22.08.2016 | Nils Nowak | comment icon 0 Comment

Integration of D3 in AngularJS Applications


To realize more complex web applications, the model view controller software pattern is state of the art. JavaScript frameworks, which base on several forms of that pattern, have increased in the last years. AngularJs developed by Google is one of the most famous. Angular, available in Version 1.5 at the moment is using technologies as dependency injection already known from Java. Another feature of AngularJs is the possibility to develop own elements with special behavior, named as directives. So it’s relatively easy to develop reusable components, which you can add to HTML views of the application easily.


The focus of the D3.js library I introduced in may last blog post, is the visualization of data. With D3 you could develop less whole applications, but custom charts and graphs, in opposite to Angular D3 is not using the MVC architecture. Similar to jQuery in D3 you create selectors to select and append DOM elements. Likewise, in Angular, D3 has databinding. So it’s possible to manipulate the DOM on base of data. How you can use the best of two worlds in one application, you can read in the post below.

Integration of D3 to Angular

To use D3 charts in the context of Angular you have to integrate the D3 library to the Angular application. Here you should have a look to current Angular coding conventions. I think the best solution is to integrate D3 as an Angular factory service.

After that the D3 factory is present through dependency injection where it’s needed. To create a first chart inside the Angular application the best way is a directive, which contains the needed D3 logic and also the creation of SVG elements with DOM manipulation.

Use AngularJS databinding

Because both libraries are using databinding, you have to decide where the data you use in the chart should come from. Due to the fact that data in Angular applications is integrated through a REST interface, and after that processed by several Angular services, it makes sense at this point to provide the data for the chart with Angular. Because a directive should be generic and reusable it’s better to use the Angular way at this point. So, data is available through the current scope of the controller and you can pass it to the directive as an attribute. An implementation is shown in the following code example.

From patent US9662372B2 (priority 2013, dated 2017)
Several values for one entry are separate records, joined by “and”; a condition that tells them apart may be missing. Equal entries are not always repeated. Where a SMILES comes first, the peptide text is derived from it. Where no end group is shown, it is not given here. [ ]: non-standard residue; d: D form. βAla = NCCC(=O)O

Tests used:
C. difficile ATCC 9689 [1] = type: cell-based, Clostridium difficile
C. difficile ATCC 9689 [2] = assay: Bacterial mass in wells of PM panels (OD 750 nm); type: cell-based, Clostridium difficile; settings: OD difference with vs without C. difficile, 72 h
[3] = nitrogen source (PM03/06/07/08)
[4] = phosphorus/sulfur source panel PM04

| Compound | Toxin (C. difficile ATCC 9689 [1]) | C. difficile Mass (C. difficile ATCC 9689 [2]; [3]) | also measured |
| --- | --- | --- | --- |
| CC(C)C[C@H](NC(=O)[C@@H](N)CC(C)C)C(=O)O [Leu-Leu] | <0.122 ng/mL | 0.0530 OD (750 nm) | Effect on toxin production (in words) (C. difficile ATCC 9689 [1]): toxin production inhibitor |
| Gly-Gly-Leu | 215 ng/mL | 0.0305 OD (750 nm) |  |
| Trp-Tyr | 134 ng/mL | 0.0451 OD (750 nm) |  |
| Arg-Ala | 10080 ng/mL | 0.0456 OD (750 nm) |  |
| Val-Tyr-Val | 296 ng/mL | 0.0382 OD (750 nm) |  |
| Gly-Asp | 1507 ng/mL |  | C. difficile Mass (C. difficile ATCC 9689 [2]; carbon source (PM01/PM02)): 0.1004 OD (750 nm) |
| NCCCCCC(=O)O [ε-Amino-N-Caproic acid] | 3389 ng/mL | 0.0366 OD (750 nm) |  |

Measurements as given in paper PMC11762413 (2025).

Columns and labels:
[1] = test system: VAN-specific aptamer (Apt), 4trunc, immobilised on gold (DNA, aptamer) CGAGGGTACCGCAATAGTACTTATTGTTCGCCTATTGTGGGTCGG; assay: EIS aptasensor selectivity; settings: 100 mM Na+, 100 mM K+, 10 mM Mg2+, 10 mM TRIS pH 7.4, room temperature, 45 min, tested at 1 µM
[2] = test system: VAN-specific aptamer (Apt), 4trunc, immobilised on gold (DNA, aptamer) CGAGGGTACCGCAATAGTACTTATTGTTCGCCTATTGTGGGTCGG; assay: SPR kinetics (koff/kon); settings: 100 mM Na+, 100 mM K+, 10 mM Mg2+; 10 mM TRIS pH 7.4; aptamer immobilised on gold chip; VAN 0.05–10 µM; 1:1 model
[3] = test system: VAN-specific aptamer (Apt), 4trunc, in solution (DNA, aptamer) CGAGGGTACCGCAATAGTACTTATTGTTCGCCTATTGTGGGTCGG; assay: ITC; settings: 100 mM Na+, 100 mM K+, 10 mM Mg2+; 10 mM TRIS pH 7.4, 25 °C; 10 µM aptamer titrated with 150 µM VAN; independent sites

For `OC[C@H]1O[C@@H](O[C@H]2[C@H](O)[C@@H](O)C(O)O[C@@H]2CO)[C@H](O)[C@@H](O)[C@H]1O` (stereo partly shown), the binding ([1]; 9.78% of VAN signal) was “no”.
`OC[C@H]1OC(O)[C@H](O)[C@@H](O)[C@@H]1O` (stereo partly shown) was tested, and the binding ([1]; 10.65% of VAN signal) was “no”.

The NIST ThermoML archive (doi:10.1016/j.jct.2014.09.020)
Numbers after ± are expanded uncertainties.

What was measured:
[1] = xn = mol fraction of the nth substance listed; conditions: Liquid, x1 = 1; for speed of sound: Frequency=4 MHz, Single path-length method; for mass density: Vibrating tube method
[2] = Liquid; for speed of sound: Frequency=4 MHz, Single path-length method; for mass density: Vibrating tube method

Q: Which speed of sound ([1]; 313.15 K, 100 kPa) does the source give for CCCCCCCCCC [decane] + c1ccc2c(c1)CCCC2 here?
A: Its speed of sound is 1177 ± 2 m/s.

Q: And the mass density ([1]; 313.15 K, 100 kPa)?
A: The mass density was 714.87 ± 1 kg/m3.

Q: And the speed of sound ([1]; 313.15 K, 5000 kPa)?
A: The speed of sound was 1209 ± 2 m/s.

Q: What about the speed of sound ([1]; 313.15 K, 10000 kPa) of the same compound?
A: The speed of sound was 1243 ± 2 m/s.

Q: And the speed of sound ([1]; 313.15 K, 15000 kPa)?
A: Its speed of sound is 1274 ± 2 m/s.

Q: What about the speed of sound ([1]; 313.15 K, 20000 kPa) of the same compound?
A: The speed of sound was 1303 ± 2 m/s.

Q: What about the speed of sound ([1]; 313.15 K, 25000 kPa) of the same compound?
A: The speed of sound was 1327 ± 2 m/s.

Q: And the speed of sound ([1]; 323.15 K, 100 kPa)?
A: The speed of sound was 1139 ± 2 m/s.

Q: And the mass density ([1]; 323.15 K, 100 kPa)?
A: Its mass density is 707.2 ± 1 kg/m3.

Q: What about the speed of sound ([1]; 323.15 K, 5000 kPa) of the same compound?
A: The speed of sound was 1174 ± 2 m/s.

The controller contains two variables, which contain the data and an array with colors to style the chart.

In the view you only use the name of the directive as an HTML element. The data defined in the controller is passed to the directive as attribute. In the second attribute you can pass an array with colors to the chart.

Chart directives

The logic of the chart is standing in the directive. Through dependency injection you can use the D3 service in the directive. D3 is now present through the D3 variable. This behavior and the attributes of the directive are set in the return statement at the beginning of the directive code. Here the attributes color and data are defined too, where you can pass the data from the controller later. The chart itself gets created in the link function of the directive. Here the SVG is created and a watcher to the data variable is set if the data changes. The watcher is calling the renderChart() method and the chart will be updated. Inside the render Chart method, you find the creation of the SVG elements.



D3 is extending Angular through cool features to visualize data. Through directives you can create reusable charts with Angular databinding easily. Inside the directive you can use all D3 functions. With a watcher on the data variable you can realize two-way databinding easily. So it’s possible for example to let the chart react to user input. To give a good user experience, you can extend these charts with animations.

AngularJS d3.js JavaScript svg

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